Posted on September 4th, by Doug Ponder in God, Life. 2 comments


Written by on September 4, 2013

A Story of Forgiveness

There is a powerful story of forgiveness in the Gospel of Luke involving an encounter between Jesus, some religious leaders, and the town prostitute. One of the religious leaders, named Simon, was throwing an “invites only” dinner party at his house. All the usual people were there: the wealthy, the important, anyone who could advance your career or do you favor (and maybe even invite you to a party of their own). On the list with the elites, however, was Jesus. He wasn’t well-liked by everyone there. He wasn’t politically important. And he definitely wasn’t wealthy, for he didn’t even own a home (Luke 9:58).

This wasn’t almost certainly not a kind act of charity on the part of the religious leaders. It’s more likely that they had invited Jesus to provoke him into saying something that would get him in trouble, or to try to trip him up in his speech (Luke 11:54). Jesus probably knew this, but he went anyway.

Not long after taking his place at the table, the town prostitute comes walking in. After the loud gasps of astonishment, the groom fell quieter than a funeral service. “What’s she doing here?” they must have thought. “She definitely wasn’t invited.” “This is no place for people like her.”

Imagine, too, how she must have felt. Maybe her husband had died years ago, leaving her with no way to support herself. And after she had sold off everything she once owned, she was left with nothing else to sell but her body. Imagine the shame. Imagine the fear. Imagine the courage to walk in public place like that, among all those elites, some of whom she likely recognized as regular (but secret) customers. What on earth could have driven her to do that?


Jesus was there, so that’s where she wanted to be. When the woman reached the place at the table where he had reclined, she began crying uncontrollably. Drops of regret and joy fell from her face and landed on Jesus’ feet. But he didn’t seem to mind. Nor did he mind when she stooped to wipe the tears  with her hair. And he didn’t flinch at all when she kissed his feet and poured expensive perfumed oil on them either.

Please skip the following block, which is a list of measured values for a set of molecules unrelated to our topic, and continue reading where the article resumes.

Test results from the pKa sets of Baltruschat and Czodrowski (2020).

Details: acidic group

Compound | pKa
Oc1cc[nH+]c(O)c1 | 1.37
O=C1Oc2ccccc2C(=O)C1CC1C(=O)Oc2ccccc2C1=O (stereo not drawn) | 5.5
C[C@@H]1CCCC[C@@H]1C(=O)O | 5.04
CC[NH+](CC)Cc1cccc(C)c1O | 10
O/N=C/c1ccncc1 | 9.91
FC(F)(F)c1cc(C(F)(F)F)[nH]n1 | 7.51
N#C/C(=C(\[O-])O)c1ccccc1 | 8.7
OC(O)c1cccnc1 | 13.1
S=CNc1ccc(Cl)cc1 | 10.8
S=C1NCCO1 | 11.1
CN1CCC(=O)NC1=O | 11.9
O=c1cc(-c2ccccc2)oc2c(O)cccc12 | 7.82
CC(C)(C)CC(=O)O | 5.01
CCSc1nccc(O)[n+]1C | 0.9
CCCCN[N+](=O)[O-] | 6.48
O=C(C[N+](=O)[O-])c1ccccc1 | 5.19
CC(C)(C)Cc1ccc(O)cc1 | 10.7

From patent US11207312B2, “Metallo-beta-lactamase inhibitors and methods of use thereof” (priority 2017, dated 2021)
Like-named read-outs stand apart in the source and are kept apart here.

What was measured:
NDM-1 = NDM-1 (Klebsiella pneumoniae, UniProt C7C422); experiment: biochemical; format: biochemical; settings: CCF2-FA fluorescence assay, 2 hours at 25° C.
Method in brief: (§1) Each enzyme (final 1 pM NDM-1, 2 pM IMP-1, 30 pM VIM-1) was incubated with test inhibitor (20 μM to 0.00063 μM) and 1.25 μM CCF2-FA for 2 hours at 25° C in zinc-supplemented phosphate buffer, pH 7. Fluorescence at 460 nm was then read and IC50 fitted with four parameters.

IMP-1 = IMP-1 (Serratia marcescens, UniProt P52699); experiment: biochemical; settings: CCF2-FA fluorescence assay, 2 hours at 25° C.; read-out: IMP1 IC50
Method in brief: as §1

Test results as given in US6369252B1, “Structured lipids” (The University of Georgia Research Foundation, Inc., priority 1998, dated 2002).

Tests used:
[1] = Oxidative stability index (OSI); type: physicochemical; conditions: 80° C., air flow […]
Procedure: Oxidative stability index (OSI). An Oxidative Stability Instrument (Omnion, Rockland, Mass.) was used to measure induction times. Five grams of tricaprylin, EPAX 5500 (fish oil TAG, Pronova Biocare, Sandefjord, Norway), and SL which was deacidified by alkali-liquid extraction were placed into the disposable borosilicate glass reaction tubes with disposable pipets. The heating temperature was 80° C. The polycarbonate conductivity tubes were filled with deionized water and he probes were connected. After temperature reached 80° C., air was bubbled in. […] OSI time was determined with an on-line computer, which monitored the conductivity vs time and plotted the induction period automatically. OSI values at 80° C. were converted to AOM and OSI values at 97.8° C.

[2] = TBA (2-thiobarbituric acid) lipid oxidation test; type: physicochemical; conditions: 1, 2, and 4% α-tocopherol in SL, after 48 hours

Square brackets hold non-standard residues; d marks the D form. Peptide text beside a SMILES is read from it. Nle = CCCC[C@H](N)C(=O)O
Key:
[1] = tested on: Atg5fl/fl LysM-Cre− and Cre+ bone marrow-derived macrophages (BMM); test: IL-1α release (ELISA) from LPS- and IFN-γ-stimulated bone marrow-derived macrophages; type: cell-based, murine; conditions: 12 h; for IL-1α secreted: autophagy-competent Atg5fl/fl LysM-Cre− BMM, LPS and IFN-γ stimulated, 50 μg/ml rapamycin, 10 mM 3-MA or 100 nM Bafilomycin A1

All of this was too much for the religious leaders to take. Simon the host murmured under his breath, “If Jesus were a real prophet, then he would know what kind of woman she is. And he would have never let her touch him, let alone kiss him!” (Luke 7:39)

Jesus, knowing what Simon was thinking, looked right at him and said, “I have a story for you.”

Simon replied, “Tell it, teacher.” (Normally it was polite to call someone “teacher,” but just about everyone picked up on the sarcasm in his voice when he said it this time.)

Jesus said, “Two men owed the same lender a lot of money. One owed him almost two years’ wages, while the other owed him about two months’ wages. Both men were un able to pay back their loans, but the lender forgave them both. Which man do you think will love the lender more?” (Luke 7:41-42)

Simon answered, “I guess the one whose debt had been greater.”

“That’s right,” said Jesus. Then he said to Simon, “Do you see that woman over there? Well, I came to your home but you have shown me no courtesy, no respect, and no love. But she has done all of that and more. You see, she has been forgiven of many sins—that’s why she loves me so much. But whoever is forgiven little, loves little.” (Luke 7:44-47)